BEYOND THE NUMBERS
Letting Tax-Credit Provisions Expire Would Push Millions Into Poverty
As Republicans and Democrats look for areas where they can work together, they should be able to agree to make permanent three key provisions of two pro-work tax credits: the Child Tax Credit (CTC) and Earned Income Tax Credit (EITC). More than 16 million people in low- and modest-income working families, including 8 million children, would fall into — or deeper into — poverty in 2018 if these three provisions expire as they are currently scheduled to do after 2017, our new paper (with state-by-state data) shows. Some 50 million Americans, including 31 million children, would lose part or all of their credits.
The EITC and CTC encourage and reward work, and there is growing evidence that income from these credits leads to improved school performance, higher college enrollment, and increased work effort and earnings in adulthood.
Both credits have enjoyed bipartisan support, and their underlying provisions are permanent parts of the tax code. But several key features of the credits will expire at the end of 2017 unless lawmakers act.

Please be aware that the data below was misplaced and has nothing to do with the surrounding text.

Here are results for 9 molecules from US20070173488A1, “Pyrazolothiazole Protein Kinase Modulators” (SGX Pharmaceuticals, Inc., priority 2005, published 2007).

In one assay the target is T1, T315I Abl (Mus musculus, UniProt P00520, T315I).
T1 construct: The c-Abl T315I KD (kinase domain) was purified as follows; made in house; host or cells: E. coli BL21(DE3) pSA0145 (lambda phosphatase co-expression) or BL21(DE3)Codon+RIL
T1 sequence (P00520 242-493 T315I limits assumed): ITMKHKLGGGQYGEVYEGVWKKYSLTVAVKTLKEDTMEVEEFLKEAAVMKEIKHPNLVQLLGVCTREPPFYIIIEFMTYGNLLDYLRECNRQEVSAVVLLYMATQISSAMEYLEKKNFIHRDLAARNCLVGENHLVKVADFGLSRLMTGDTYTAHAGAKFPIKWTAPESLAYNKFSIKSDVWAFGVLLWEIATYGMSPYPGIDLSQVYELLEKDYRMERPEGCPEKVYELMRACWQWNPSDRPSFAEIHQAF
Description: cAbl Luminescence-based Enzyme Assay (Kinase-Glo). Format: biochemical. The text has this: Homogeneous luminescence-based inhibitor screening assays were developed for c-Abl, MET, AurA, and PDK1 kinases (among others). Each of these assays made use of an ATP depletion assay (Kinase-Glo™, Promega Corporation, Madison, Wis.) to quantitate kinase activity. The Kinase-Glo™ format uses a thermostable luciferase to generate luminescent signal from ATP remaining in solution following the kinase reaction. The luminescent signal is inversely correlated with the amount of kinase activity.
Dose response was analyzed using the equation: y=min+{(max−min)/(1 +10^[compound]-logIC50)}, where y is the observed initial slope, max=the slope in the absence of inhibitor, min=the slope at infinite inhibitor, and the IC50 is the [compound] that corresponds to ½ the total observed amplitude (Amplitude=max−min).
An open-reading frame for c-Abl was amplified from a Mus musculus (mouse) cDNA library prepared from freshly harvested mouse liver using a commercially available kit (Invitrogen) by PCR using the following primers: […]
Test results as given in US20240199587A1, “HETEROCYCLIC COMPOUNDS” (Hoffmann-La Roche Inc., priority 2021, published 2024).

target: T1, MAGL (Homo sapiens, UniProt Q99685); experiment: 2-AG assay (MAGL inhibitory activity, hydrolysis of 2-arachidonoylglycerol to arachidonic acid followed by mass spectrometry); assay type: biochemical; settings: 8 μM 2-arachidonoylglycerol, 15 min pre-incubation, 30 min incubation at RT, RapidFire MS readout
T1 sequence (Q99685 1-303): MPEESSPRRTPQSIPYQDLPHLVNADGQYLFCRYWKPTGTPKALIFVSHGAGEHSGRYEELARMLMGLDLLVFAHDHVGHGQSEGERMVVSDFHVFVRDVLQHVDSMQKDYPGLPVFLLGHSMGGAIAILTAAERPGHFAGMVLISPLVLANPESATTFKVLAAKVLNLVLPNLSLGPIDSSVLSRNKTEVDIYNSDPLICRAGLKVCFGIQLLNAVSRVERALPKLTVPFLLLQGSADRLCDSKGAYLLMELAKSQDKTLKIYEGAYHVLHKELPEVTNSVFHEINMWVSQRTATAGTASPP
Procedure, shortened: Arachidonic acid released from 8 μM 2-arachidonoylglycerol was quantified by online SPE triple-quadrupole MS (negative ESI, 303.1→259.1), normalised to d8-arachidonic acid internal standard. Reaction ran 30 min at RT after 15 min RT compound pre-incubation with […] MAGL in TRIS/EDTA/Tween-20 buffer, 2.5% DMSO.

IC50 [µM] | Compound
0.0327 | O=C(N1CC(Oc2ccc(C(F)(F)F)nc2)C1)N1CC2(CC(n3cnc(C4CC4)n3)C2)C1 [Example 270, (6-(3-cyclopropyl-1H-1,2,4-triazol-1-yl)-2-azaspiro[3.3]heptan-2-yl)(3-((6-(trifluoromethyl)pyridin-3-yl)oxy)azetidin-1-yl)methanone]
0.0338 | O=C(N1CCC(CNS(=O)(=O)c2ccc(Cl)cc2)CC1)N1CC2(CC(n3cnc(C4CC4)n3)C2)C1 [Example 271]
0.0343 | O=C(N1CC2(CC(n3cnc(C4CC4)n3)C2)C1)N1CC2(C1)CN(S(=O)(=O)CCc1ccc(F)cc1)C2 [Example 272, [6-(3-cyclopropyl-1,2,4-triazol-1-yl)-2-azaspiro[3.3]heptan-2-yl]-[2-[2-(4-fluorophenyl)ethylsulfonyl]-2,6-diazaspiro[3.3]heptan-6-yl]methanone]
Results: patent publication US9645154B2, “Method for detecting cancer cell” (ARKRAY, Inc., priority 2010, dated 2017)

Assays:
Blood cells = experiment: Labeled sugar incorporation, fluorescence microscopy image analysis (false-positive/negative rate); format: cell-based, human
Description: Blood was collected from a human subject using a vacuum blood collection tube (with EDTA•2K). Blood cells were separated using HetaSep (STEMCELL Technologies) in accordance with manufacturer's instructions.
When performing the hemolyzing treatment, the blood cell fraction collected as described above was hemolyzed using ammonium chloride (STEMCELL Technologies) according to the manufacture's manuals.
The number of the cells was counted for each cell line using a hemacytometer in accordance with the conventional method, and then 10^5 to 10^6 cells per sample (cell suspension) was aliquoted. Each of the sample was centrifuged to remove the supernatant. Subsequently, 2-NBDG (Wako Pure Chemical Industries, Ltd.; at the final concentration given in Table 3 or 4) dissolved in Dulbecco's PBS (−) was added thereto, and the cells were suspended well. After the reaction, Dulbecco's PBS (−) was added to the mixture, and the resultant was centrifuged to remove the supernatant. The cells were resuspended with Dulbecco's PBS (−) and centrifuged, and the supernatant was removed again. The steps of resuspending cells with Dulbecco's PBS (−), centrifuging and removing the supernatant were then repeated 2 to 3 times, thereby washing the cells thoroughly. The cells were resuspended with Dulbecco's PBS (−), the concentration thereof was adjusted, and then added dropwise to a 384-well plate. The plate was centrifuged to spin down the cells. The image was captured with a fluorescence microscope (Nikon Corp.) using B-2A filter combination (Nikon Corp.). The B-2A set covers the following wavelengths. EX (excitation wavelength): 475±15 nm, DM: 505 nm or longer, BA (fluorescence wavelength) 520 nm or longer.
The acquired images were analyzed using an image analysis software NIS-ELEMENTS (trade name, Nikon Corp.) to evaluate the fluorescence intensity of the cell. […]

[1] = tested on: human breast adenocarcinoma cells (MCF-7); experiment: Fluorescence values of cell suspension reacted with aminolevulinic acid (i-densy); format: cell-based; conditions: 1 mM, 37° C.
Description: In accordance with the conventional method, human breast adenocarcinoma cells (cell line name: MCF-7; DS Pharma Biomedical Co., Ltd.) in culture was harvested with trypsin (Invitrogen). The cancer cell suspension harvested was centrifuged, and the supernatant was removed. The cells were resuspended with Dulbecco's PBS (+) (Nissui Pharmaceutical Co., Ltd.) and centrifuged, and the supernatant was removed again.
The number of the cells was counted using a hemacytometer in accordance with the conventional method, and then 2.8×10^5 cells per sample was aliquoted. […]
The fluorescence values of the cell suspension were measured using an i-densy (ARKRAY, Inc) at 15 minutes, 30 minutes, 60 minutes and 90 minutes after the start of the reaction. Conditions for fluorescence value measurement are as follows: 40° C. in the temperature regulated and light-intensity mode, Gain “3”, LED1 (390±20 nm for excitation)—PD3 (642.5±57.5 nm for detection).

The stakes are high for millions of workers in low-wage jobs, from custodians to health care workers. If these provisions expire:
- Not one penny of earnings of a full-time, minimum-wage worker would count toward the CTC. For example, a single mother working full time at the minimum wage and earning $14,500 would thus lose her entire $1,725 CTC. That’s because the earnings needed to qualify for even a tiny CTC would jump from $3,000 to $14,700. The earnings needed to qualify for the full CTC (of $1,000 per child) would jump from $16,330 to more than $28,000 for a married couple with two children, so many low-income working families that would still qualify for the CTC would see their credit cut dramatically.
- Many married couples would face higher tax-related marriage penalties due to a cut in their EITC. To reduce marriage penalties, the income level at which the EITC begins to phase out is now set $5,000 higher for married couples than for single filers. After 2017, it would be set $3,000 higher, which would shrink the EITC for many low-income married filers and increase the marriage penalty for many two-earner families.
- Larger families would face a cut in their EITC. After 2017, the maximum EITC for families with more than two children would fall more than $700 to match the maximum for families with two children.
Some 65 percent of the families that would lose part or all of their credits include at least one full-time, year-round worker. About 450,000 veteran and armed forces families with children would lose all or part of their CTC in 2018; a similar number would lose all or part of their EITC. Also, 15 percent of the families that would lose all or part of their credits include at least one member with a disability.